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1999 Projects

Current Projects

Green_Ball.gif (257 bytes) Benthic processes
Green_Ball.gif (257 bytes) Midwater research
Green_Ball.gif (257 bytes) Upper ocean biogeochemistry
Green_Ball.gif (257 bytes) New research platforms
Green_Ball.gif (257 bytes) ROV improvements
Green_Ball.gif (257 bytes) Mooring improvements
Green_Ball.gif (257 bytes) New in-situ Instruments
Green_Ball.gif (257 bytes) Information management and archiving
Green_Ball.gif (257 bytes) Education and outreach
Green_Ball.gif (257 bytes) 1998 Projects
Green_Ball.gif (257 bytes) 1997 Projects

 

1999 Projects: ROV improvements

Interchangeable end effector

Project lead/manager: Mark Brown
Project team: Kurt Buck, T. Craig Dawe, Dale Graves, Mark Greise, Craig Okuda, and Michael Parker

The nature of the sub-sea environment (high pressure and a corrosive medium) makes the task of tool changing especially challenging. The current state of technology for sub-sea robotics includes a manipulator "arm" equipped with an end effector, or "hand," which is typically a robust, one-function jaw mechanism. Land-based robotic manipulators have an additional capability that enables the "arm" to change the tooling at the work site and perform multiple tasks. This capability to change the end-effector tooling expands the functionality of the manipulator and increases the number of tasks that can be accomplished by the system.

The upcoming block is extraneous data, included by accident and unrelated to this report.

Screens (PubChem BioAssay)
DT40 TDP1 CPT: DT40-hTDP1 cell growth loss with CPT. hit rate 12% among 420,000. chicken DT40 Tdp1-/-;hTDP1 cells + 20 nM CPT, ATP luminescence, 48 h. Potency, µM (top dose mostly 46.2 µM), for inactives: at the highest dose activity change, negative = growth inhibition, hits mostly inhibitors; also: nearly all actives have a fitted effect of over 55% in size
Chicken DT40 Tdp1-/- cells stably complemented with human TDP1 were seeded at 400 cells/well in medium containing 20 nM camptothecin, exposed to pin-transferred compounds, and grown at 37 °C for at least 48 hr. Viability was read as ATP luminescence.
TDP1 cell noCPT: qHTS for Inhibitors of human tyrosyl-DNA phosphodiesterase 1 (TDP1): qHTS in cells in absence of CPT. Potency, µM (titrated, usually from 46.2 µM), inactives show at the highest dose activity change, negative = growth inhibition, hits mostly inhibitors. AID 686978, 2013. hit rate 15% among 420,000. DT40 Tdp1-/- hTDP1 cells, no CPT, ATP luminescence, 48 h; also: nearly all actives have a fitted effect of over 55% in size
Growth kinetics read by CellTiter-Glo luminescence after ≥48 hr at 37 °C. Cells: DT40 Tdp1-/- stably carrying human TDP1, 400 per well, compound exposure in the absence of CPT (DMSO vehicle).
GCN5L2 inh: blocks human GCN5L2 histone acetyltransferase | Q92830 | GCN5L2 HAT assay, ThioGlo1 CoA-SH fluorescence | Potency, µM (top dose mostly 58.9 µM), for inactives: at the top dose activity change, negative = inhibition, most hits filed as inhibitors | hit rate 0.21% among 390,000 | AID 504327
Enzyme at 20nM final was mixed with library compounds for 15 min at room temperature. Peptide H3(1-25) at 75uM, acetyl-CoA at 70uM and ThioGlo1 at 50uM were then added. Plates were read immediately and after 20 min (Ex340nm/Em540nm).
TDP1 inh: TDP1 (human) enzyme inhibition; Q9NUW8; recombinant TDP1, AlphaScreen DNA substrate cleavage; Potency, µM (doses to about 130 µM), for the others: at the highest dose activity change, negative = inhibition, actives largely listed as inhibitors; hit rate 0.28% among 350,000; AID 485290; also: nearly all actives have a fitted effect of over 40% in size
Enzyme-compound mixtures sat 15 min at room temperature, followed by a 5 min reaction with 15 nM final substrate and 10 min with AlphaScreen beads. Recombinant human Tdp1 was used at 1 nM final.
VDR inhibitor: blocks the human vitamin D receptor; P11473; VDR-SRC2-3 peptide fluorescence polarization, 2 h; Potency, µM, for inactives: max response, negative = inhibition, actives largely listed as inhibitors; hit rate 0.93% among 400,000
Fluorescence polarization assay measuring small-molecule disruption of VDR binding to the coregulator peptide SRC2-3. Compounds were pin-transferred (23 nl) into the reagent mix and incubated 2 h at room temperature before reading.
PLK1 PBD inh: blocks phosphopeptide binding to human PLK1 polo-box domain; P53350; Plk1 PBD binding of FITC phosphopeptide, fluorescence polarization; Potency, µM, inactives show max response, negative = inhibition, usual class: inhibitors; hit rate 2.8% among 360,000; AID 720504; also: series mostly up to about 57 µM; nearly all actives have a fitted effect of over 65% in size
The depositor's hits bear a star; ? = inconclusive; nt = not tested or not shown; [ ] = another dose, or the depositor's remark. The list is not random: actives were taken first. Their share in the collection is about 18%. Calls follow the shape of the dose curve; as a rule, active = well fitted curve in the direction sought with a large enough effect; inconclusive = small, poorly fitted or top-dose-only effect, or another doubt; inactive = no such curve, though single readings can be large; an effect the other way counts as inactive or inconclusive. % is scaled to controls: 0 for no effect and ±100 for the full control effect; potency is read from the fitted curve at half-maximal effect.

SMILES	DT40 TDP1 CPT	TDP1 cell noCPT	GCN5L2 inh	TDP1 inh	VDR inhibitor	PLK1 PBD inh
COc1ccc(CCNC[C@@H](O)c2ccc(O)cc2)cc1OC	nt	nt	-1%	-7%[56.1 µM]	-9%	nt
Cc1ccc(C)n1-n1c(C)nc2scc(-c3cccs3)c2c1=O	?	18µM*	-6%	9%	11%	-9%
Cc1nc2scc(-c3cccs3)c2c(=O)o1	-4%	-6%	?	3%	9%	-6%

This project will take the first step in simplifying the job of tool changing by limiting the current  electrical-hydraulic-mechanical interface requirement to a strictly mechanical one. This can be accomplished within the end-effector tooling itself, by incorporating the hydraulic and/or electrical power on the tool itself instead of channeling the power directly through the arm. Once a reliable, effective coupling mechanism is designed and tested, individual end-effectors can be designed to meet the common interface, and an array of tools can be made available to the user.

Next: Benthic box-core system

Last updated: 07 October 2004